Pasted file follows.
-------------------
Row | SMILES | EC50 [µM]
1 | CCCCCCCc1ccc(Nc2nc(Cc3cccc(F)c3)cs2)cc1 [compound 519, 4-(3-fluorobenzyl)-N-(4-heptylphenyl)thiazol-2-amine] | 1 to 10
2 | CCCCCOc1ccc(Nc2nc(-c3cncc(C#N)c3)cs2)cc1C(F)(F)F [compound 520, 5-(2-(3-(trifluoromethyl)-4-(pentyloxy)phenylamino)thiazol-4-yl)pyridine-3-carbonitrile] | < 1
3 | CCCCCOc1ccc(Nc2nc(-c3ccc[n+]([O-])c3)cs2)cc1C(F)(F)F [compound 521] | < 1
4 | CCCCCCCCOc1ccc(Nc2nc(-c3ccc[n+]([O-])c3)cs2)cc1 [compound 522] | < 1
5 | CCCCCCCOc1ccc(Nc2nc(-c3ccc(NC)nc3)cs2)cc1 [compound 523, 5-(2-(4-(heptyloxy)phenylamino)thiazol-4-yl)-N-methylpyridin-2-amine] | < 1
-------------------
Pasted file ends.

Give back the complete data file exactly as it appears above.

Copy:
Row | SMILES | EC50 [µM]
1 | CCCCCCCc1ccc(Nc2nc(Cc3cccc(F)c3)cs2)cc1 [compound 519, 4-(3-fluorobenzyl)-N-(4-heptylphenyl)thiazol-2-amine] | 1 to 10
2 | CCCCCOc1ccc(Nc2nc(-c3cncc(C#N)c3)cs2)cc1C(F)(F)F [compound 520, 5-(2-(3-(trifluoromethyl)-4-(pentyloxy)phenylamino)thiazol-4-yl)pyridine-3-carbonitrile] | < 1
3 | CCCCCOc1ccc(Nc2nc(-c3ccc[n+]([O-])c3)cs2)cc1C(F)(F)F [compound 521] | < 1
4 | CCCCCCCCOc1ccc(Nc2nc(-c3ccc[n+]([O-])c3)cs2)cc1 [compound 522] | < 1
5 | CCCCCCCOc1ccc(Nc2nc(-c3ccc(NC)nc3)cs2)cc1 [compound 523, 5-(2-(4-(heptyloxy)phenylamino)thiazol-4-yl)-N-methylpyridin-2-amine] | < 1